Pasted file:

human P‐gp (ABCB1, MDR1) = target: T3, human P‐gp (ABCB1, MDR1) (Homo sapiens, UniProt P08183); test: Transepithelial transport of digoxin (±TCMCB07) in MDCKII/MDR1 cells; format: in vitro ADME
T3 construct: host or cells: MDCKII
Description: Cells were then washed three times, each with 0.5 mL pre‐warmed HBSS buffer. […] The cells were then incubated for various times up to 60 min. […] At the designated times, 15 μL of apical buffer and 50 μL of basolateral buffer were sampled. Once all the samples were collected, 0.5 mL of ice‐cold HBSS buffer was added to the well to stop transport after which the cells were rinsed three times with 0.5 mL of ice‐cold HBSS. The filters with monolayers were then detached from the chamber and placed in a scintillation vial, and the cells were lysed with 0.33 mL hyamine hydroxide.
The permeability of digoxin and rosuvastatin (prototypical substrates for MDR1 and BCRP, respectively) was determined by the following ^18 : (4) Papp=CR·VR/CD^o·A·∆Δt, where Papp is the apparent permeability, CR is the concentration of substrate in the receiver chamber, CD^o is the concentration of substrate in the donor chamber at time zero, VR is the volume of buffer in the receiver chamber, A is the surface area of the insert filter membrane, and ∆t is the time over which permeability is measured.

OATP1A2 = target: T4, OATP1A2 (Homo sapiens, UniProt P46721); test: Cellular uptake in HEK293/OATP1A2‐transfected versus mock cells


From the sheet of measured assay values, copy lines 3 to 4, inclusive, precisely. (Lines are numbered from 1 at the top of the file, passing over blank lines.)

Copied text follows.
Description: Cells were then washed three times, each with 0.5 mL pre‐warmed HBSS buffer. […] The cells were then incubated for various times up to 60 min. […] At the designated times, 15 μL of apical buffer and 50 μL of basolateral buffer were sampled. Once all the samples were collected, 0.5 mL of ice‐cold HBSS buffer was added to the well to stop transport after which the cells were rinsed three times with 0.5 mL of ice‐cold HBSS. The filters with monolayers were then detached from the chamber and placed in a scintillation vial, and the cells were lysed with 0.33 mL hyamine hydroxide.
The permeability of digoxin and rosuvastatin (prototypical substrates for MDR1 and BCRP, respectively) was determined by the following ^18 : (4) Papp=CR·VR/CD^o·A·∆Δt, where Papp is the apparent permeability, CR is the concentration of substrate in the receiver chamber, CD^o is the concentration of substrate in the donor chamber at time zero, VR is the volume of buffer in the receiver chamber, A is the surface area of the insert filter membrane, and ∆t is the time over which permeability is measured.